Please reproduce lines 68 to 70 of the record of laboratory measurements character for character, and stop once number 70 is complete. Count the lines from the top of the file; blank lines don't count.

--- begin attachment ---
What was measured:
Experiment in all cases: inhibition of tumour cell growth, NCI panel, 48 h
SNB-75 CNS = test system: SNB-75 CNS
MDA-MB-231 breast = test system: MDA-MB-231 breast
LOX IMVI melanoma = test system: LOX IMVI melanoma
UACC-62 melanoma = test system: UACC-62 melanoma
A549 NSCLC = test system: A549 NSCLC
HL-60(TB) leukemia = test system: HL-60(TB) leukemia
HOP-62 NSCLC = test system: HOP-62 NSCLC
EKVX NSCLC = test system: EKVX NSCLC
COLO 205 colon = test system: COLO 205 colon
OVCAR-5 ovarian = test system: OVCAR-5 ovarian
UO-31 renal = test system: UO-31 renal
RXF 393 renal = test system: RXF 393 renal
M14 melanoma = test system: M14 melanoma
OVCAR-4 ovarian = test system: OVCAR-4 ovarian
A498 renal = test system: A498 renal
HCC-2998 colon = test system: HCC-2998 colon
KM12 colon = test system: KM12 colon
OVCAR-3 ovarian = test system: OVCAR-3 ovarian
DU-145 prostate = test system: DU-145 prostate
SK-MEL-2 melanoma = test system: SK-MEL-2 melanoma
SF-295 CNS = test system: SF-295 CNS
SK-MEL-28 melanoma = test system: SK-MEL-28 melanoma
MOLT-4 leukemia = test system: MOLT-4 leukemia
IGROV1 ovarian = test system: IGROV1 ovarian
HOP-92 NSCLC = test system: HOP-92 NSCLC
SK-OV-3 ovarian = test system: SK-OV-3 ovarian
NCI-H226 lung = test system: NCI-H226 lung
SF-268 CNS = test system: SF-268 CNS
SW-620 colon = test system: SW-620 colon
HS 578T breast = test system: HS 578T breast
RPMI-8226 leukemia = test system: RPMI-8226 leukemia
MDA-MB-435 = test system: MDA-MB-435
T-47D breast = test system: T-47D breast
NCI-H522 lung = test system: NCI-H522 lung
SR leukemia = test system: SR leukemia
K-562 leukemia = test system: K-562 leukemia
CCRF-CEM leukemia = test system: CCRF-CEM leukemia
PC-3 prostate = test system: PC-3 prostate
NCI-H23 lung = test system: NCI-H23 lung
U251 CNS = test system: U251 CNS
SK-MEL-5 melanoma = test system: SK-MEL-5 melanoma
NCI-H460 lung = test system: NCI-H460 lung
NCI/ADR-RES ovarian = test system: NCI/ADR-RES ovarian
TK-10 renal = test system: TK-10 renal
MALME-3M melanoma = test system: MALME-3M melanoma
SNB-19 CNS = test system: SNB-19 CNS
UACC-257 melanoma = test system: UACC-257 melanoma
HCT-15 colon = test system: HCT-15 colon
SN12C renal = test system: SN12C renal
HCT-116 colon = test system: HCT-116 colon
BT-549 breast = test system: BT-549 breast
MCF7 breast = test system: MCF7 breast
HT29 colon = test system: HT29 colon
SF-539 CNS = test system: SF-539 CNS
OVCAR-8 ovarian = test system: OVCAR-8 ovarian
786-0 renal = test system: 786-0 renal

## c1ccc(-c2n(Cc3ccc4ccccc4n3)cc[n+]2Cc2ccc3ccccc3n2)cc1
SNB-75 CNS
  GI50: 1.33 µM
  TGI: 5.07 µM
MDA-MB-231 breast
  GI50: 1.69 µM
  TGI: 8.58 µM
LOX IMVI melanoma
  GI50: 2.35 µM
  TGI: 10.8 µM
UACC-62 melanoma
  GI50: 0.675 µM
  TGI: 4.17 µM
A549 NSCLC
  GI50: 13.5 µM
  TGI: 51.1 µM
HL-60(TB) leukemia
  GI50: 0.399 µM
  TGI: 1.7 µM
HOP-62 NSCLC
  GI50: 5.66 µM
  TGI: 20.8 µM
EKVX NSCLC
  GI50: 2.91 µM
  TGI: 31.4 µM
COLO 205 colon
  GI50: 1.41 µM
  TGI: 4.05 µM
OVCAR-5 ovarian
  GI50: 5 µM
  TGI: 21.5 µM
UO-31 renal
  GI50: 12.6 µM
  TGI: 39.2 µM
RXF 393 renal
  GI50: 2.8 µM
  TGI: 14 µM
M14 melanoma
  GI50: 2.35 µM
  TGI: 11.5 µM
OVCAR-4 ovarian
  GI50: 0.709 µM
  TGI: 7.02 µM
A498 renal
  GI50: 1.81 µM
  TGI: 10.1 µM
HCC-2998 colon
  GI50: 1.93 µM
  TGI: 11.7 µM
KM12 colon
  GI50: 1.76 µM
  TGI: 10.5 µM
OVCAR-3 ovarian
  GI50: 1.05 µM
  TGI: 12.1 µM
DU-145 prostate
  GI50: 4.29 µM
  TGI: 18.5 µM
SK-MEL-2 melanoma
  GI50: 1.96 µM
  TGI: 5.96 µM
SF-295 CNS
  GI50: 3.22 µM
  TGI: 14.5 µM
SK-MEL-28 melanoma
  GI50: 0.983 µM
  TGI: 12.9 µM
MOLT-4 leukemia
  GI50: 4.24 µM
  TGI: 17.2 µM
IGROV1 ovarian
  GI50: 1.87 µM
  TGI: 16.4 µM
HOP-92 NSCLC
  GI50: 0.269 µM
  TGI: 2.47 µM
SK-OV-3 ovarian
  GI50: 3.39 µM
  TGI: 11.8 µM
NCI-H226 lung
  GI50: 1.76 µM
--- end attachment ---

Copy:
  TGI: 10.8 µM
UACC-62 melanoma
  GI50: 0.675 µM